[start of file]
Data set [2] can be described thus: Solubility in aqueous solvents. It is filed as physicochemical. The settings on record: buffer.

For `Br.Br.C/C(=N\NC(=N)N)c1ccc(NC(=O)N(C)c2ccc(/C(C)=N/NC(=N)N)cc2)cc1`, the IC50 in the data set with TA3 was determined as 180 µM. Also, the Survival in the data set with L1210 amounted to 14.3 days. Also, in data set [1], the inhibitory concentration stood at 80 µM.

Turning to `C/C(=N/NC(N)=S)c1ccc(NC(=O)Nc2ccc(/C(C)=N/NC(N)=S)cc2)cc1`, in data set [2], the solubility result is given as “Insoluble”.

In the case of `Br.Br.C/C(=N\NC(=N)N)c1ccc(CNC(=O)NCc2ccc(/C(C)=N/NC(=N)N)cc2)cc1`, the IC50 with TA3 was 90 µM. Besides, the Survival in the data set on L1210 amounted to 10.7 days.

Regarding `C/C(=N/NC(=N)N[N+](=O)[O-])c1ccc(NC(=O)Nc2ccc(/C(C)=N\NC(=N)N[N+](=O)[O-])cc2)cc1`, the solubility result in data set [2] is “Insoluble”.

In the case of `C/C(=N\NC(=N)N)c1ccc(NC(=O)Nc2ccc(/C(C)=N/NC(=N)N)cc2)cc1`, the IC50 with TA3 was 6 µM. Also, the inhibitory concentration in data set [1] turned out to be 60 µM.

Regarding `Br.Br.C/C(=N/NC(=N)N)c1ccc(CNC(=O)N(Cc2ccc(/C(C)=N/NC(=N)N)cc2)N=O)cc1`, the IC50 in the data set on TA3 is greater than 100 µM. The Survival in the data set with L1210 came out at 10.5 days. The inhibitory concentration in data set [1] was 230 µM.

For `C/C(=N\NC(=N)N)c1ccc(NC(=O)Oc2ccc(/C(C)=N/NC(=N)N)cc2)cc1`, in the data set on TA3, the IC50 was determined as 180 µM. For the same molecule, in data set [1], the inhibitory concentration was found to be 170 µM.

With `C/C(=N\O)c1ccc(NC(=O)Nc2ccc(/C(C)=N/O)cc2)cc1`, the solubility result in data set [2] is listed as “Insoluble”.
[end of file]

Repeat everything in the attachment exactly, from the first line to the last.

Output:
Data set [2] can be described thus: Solubility in aqueous solvents. It is filed as physicochemical. The settings on record: buffer.

For `Br.Br.C/C(=N\NC(=N)N)c1ccc(NC(=O)N(C)c2ccc(/C(C)=N/NC(=N)N)cc2)cc1`, the IC50 in the data set with TA3 was determined as 180 µM. Also, the Survival in the data set with L1210 amounted to 14.3 days. Also, in data set [1], the inhibitory concentration stood at 80 µM.

Turning to `C/C(=N/NC(N)=S)c1ccc(NC(=O)Nc2ccc(/C(C)=N/NC(N)=S)cc2)cc1`, in data set [2], the solubility result is given as “Insoluble”.

In the case of `Br.Br.C/C(=N\NC(=N)N)c1ccc(CNC(=O)NCc2ccc(/C(C)=N/NC(=N)N)cc2)cc1`, the IC50 with TA3 was 90 µM. Besides, the Survival in the data set on L1210 amounted to 10.7 days.

Regarding `C/C(=N/NC(=N)N[N+](=O)[O-])c1ccc(NC(=O)Nc2ccc(/C(C)=N\NC(=N)N[N+](=O)[O-])cc2)cc1`, the solubility result in data set [2] is “Insoluble”.

In the case of `C/C(=N\NC(=N)N)c1ccc(NC(=O)Nc2ccc(/C(C)=N/NC(=N)N)cc2)cc1`, the IC50 with TA3 was 6 µM. Also, the inhibitory concentration in data set [1] turned out to be 60 µM.

Regarding `Br.Br.C/C(=N/NC(=N)N)c1ccc(CNC(=O)N(Cc2ccc(/C(C)=N/NC(=N)N)cc2)N=O)cc1`, the IC50 in the data set on TA3 is greater than 100 µM. The Survival in the data set with L1210 came out at 10.5 days. The inhibitory concentration in data set [1] was 230 µM.

For `C/C(=N\NC(=N)N)c1ccc(NC(=O)Oc2ccc(/C(C)=N/NC(=N)N)cc2)cc1`, in the data set on TA3, the IC50 was determined as 180 µM. For the same molecule, in data set [1], the inhibitory concentration was found to be 170 µM.

With `C/C(=N\O)c1ccc(NC(=O)Nc2ccc(/C(C)=N/O)cc2)cc1`, the solubility result in data set [2] is listed as “Insoluble”.